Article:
Whether the product is as far along as Hachamovitch would like it to be is another question, and comments from early adopters would indicate it still has some unacceptable problems with zooming, jumps in scrolling, disabling Vista sidebars, table rendering, and font size. Compatibility issues with applications such as Facebook, TurboTax, HP Smart Web Printing, Gmail, Roxio's Drive Letter Access, and even Server 2008 x64, as well as plug-ins like Skype and RealPlayer 11 (apparently fixed with Hotfix 957055) make one wonder if there won't be a Release Candidate 2 before the final version is sent out.
IE8 has what Microsoft calls Data Execution Prevention, which is designed to help reduce vulnerabilities with buffer overflows, often exploited to inject malicious code. The SmartScreen Filter, Cross Site Scripting (XSS) Filter, and Domain Highlighting are all intended to increase security. The SmartScreen Filter loads a warning page when the browser tries to visit an unsafe site. The XSS code attempts to detect malicious code on Web sites that have been compromised. And Domain Highlight displays the domain name of a URL, thereby exposing deceptive URLs, to help defeat phishing attempts. One feature that is getting much attention is InPrivate Browsing, which allows the user to launch a browser session that won't record any information. This is actually a security feature, despite what some people think it might be used for during lunch hour.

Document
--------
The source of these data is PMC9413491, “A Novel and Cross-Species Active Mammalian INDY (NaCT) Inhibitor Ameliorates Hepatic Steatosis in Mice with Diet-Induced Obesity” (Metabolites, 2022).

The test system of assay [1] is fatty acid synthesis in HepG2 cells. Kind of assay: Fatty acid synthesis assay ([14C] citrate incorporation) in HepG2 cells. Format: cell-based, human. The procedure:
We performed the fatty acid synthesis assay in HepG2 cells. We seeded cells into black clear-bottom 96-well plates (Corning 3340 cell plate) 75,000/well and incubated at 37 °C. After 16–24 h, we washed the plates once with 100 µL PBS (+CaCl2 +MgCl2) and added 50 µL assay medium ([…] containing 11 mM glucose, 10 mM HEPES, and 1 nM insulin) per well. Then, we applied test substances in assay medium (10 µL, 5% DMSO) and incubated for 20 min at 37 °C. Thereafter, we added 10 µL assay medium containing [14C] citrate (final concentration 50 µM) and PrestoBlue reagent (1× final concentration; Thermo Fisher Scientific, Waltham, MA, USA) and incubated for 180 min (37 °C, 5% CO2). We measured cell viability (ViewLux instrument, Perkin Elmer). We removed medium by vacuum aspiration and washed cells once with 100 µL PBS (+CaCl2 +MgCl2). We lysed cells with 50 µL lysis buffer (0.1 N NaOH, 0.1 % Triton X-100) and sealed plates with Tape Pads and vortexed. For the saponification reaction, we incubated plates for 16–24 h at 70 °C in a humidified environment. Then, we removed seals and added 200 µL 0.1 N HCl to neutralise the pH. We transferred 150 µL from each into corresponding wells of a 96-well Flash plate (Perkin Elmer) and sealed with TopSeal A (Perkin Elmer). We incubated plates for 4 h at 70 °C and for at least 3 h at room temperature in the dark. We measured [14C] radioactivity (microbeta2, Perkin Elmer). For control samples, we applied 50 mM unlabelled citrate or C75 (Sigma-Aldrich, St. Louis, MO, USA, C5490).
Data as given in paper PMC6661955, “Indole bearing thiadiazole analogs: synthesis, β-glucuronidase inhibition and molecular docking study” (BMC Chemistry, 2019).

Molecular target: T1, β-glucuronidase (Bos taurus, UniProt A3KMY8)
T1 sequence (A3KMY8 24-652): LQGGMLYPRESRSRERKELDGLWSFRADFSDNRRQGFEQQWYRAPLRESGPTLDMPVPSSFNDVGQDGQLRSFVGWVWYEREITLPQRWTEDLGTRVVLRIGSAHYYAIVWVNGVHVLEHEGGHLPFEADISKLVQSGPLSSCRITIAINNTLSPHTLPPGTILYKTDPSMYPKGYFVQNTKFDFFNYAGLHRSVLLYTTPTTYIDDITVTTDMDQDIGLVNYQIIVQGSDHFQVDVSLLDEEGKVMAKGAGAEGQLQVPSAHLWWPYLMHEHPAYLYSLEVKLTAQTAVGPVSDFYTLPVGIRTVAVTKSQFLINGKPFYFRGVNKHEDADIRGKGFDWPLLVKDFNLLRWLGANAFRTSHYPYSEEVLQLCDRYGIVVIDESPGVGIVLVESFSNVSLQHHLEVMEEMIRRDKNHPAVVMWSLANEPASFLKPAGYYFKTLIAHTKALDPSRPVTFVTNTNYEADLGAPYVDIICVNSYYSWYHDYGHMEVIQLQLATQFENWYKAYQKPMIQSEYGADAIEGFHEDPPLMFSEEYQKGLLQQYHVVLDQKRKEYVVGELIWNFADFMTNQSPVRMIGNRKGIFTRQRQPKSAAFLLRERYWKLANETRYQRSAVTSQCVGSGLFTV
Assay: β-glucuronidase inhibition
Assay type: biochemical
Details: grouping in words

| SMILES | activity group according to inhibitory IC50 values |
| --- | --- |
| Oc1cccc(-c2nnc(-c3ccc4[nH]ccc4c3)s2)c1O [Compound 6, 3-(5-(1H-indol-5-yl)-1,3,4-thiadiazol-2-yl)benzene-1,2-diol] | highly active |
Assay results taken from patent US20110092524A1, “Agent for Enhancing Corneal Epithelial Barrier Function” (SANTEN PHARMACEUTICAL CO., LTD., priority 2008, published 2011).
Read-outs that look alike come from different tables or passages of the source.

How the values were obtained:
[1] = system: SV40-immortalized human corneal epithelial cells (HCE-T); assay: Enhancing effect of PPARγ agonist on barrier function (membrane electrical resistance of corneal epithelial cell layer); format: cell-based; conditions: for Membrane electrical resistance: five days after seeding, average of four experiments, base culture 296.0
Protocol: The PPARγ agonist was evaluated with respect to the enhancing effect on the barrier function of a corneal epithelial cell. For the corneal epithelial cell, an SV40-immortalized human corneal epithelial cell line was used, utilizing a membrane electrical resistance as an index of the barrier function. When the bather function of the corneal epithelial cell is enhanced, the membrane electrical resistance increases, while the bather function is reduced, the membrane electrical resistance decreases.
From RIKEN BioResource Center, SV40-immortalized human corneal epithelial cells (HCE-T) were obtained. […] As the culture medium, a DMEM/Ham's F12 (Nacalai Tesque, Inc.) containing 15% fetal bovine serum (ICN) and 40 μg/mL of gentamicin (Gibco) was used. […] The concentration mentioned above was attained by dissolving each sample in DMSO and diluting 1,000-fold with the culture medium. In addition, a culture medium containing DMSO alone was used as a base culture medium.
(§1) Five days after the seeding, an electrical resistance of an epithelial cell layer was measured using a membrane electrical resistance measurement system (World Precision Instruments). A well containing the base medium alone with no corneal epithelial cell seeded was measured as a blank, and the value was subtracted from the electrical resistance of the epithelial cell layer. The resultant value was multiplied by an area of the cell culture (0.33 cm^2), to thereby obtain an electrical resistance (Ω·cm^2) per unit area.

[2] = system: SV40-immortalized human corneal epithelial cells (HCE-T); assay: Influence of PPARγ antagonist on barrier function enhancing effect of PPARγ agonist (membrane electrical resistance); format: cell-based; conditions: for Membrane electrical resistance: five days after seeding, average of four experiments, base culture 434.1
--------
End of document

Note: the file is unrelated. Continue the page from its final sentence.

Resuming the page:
For administrators who wish to test IE8 against in-house applications before deploying and are worried users may succumb to Microsoft's encouragement to automatically update their browser with IE8, there is Microsoft's IE8 Blocker Toolkit. Similar to that for IE7, the Toolkit when configured will prevent the appearance of IE8 among "high priority" or "important" updates to prevent users from installing the browser through Windows Update (WU) and AU. It won't, however, prevent users from manually installing IE8 from the Microsoft Download Center. The Toolkit isn't necessary for companies that use update management solutions such as Windows Server Update Services or Systems Management Server 2003, which provide for managing updates through the WU and Microsoft Update (MU) channels.
There is always risk in an upgrade, and so far the IE8 beta and even RC1 have had issues. But ultimately, you have to decide if you are the type of person to embrace change or fear change. Windows 7 will perhaps force change whether we're ready for it or not as IE8 is bundled with it. If embracing change is a characteristic you think will serve your company's needs best in the future, then managing that change will require your best skills, perhaps some additional knowledge, and a certain amount of courage.
|Last Updated on Wednesday, 20 May 2009 12:44|